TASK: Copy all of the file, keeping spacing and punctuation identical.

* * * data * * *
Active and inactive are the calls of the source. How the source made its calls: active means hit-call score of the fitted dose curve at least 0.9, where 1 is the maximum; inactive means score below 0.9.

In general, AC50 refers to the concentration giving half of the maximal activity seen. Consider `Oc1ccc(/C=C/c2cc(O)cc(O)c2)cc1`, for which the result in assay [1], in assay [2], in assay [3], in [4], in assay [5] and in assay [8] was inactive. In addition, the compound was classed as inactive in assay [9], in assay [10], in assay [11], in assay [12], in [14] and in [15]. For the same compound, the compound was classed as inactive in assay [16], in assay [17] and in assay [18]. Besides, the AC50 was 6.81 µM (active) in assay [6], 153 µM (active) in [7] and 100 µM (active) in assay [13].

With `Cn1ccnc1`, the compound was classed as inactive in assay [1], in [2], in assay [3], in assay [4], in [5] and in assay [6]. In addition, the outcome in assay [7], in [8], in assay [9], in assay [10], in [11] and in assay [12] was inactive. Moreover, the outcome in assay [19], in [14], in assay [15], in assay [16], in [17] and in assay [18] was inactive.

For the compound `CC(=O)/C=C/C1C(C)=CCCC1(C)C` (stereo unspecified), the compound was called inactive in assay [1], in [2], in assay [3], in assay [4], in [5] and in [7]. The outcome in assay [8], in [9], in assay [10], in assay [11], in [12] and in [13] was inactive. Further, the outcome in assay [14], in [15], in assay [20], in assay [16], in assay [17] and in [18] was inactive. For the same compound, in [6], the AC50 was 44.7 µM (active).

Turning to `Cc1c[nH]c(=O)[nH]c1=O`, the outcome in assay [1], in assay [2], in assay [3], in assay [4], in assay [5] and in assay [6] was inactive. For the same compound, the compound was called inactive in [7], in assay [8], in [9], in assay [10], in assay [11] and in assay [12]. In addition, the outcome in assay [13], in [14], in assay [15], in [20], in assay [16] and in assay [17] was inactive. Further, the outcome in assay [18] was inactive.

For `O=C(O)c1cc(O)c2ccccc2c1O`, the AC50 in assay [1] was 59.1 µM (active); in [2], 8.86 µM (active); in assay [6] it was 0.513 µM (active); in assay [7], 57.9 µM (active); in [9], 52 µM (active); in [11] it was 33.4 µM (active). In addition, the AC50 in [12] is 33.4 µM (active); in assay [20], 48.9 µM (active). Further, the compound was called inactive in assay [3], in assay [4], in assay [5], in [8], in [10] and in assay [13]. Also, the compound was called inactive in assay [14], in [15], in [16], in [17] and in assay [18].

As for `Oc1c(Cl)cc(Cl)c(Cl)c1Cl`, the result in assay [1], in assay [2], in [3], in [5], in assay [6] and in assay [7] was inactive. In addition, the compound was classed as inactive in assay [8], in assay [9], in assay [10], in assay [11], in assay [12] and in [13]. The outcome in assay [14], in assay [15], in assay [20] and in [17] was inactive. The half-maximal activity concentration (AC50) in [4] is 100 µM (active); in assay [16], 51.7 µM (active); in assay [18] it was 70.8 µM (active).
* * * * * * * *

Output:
Active and inactive are the calls of the source. How the source made its calls: active means hit-call score of the fitted dose curve at least 0.9, where 1 is the maximum; inactive means score below 0.9.

In general, AC50 refers to the concentration giving half of the maximal activity seen. Consider `Oc1ccc(/C=C/c2cc(O)cc(O)c2)cc1`, for which the result in assay [1], in assay [2], in assay [3], in [4], in assay [5] and in assay [8] was inactive. In addition, the compound was classed as inactive in assay [9], in assay [10], in assay [11], in assay [12], in [14] and in [15]. For the same compound, the compound was classed as inactive in assay [16], in assay [17] and in assay [18]. Besides, the AC50 was 6.81 µM (active) in assay [6], 153 µM (active) in [7] and 100 µM (active) in assay [13].

With `Cn1ccnc1`, the compound was classed as inactive in assay [1], in [2], in assay [3], in assay [4], in [5] and in assay [6]. In addition, the outcome in assay [7], in [8], in assay [9], in assay [10], in [11] and in assay [12] was inactive. Moreover, the outcome in assay [19], in [14], in assay [15], in assay [16], in [17] and in assay [18] was inactive.

For the compound `CC(=O)/C=C/C1C(C)=CCCC1(C)C` (stereo unspecified), the compound was called inactive in assay [1], in [2], in assay [3], in assay [4], in [5] and in [7]. The outcome in assay [8], in [9], in assay [10], in assay [11], in [12] and in [13] was inactive. Further, the outcome in assay [14], in [15], in assay [20], in assay [16], in assay [17] and in [18] was inactive. For the same compound, in [6], the AC50 was 44.7 µM (active).

Turning to `Cc1c[nH]c(=O)[nH]c1=O`, the outcome in assay [1], in assay [2], in assay [3], in assay [4], in assay [5] and in assay [6] was inactive. For the same compound, the compound was called inactive in [7], in assay [8], in [9], in assay [10], in assay [11] and in assay [12]. In addition, the outcome in assay [13], in [14], in assay [15], in [20], in assay [16] and in assay [17] was inactive. Further, the outcome in assay [18] was inactive.

For `O=C(O)c1cc(O)c2ccccc2c1O`, the AC50 in assay [1] was 59.1 µM (active); in [2], 8.86 µM (active); in assay [6] it was 0.513 µM (active); in assay [7], 57.9 µM (active); in [9], 52 µM (active); in [11] it was 33.4 µM (active). In addition, the AC50 in [12] is 33.4 µM (active); in assay [20], 48.9 µM (active). Further, the compound was called inactive in assay [3], in assay [4], in assay [5], in [8], in [10] and in assay [13]. Also, the compound was called inactive in assay [14], in [15], in [16], in [17] and in assay [18].

As for `Oc1c(Cl)cc(Cl)c(Cl)c1Cl`, the result in assay [1], in assay [2], in [3], in [5], in assay [6] and in assay [7] was inactive. In addition, the compound was classed as inactive in assay [8], in assay [9], in assay [10], in assay [11], in assay [12] and in [13]. The outcome in assay [14], in assay [15], in assay [20] and in [17] was inactive. The half-maximal activity concentration (AC50) in [4] is 100 µM (active); in assay [16], 51.7 µM (active); in assay [18] it was 70.8 µM (active).